“The Superlative Seven” Review

So, we come to the second remake. This is both an episode based on one I thought excellent and so worthy of being remade, and an episode that I enjoyed before I knew it was based on an earlier one. Having seen both the original and the remake, I think that Dressed to Kill is the superior (so the both remakes so far have been inferior, though the bar was set much higher in this second case). However the reason that I enjoy this version still applies: Charlotte Rampling. Though Rampling is every bit as lovely as I remember, there’s little chemistry, and no real partnership, with Steed. She doesn’t quite play Steed’s partner (although the name of her character, Hana Wilde, would be adopted as the name – with an extra n and an h – of Steed’s partner in theatrical production of The Avengers) since she doesn’t really work with him – there’s a mutual suspicion. However, this is an Emma-lite episode (unlike Dressed to Kill in which Cathy was more involved) following on from the last episode being Steed-lite; and Charlotte Rampling is certainly the co-star. This, despite the fact that the episode is not light on star-power: Donald Sutherland and Brian Blessed also appear.

There are a few changes (beyond changing to train to a plane): Clemens has added an unnecessary super-plot about selling super-warriors to a world power. The simple and effective-if-implausible plots-of-land-near-radar-stations conceit in the original intruded far less, and the secret behind the selection of the party members was kept secret – contributing to the tension. Having the plane being remote controlled, with a voice explaining the situation to the seven, removes and element of mystery for both the seven and the viewer – it undermines the atmosphere. And the opening with all the karate experts, and the unconvincing oriental, made me think I’d put in an episode of The New Avengers by mistake…

That gun sound effect – the ricochet – is heard again in this one.

There’s a disappointing asymmetry with Epic too. In that, Steed deduced a trap had been laid for Emma, and rescued her from the circular saw in the nick of time. In this, while Emma gets to drop in and rescue Steed, it’s because “we made a little arrangement”. Emma therefore doesn’t quite get to return the favour, emphasising the imbalance between episode where Steed does the rescuing, and those where Emma does.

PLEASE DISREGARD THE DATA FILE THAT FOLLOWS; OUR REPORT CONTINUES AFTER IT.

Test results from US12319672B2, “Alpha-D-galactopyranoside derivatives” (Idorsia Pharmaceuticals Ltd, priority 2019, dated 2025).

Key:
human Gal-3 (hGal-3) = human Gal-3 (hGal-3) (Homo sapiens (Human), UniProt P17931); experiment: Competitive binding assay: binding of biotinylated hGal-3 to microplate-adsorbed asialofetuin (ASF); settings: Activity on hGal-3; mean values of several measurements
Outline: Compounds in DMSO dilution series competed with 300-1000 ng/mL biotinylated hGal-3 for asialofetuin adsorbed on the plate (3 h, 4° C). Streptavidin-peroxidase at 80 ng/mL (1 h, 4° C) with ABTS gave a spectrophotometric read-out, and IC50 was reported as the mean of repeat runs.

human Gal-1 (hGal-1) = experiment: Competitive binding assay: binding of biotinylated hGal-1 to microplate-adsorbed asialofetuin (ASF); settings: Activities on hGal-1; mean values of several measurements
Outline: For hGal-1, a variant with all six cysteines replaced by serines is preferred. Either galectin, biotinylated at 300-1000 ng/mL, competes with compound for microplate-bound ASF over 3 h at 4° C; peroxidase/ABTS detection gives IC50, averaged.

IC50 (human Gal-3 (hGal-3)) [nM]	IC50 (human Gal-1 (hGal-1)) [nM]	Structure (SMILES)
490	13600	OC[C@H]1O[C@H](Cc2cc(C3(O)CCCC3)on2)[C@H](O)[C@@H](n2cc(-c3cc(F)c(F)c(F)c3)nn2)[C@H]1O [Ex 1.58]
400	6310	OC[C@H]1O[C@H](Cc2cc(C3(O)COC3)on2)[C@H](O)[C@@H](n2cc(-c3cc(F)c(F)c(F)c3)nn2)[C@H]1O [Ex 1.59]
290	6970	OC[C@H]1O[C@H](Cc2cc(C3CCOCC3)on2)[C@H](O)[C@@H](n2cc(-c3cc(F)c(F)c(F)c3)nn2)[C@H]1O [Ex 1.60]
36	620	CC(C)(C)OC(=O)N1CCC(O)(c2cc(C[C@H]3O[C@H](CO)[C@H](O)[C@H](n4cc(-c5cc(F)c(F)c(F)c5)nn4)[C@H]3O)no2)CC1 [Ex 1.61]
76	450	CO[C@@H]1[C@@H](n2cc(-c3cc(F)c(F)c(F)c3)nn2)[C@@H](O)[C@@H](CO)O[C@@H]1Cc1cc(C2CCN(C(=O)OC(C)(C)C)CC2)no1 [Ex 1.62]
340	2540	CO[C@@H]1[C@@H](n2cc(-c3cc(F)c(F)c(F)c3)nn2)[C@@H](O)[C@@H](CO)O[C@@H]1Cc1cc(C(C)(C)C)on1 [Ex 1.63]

I will admit I had forgotten the clever twist in this one. I did think there was cheating in disguising the killer, which shows that I have lost some faith in the attention to detail in the plotting. There wasn’t; I should have had faith; the twist is clever, well prepared, and hard to see coming.

Subtitle: Steed flies to nowhere. Emma does her party piece.

We’re needed: Steed is shooting. Emma provides a rubber duck. “Steed. You’re needed.”

About Simon Wood

Lecturer in medical education, lapsed mathematician, Doctor Who fan and garden railway builder. See simonwood.info for more...

One thought on ““The Superlative Seven” Review

  1. I agree with most of your fine review. But I wonder: at the beginning, the “supersolders” Jessup introduces easily take down the sumo wrestler in both hand-to-hand combat and swordfight. They certainly appeared real. Why was having the twin a sudden revelation that this was a fraud? Chemistry between Mrs. Peel and Mrs. Wild was excellent and I would love to have seen Emma take her down. I always thought she was getting an audition to succeed Emma but it was not to be.

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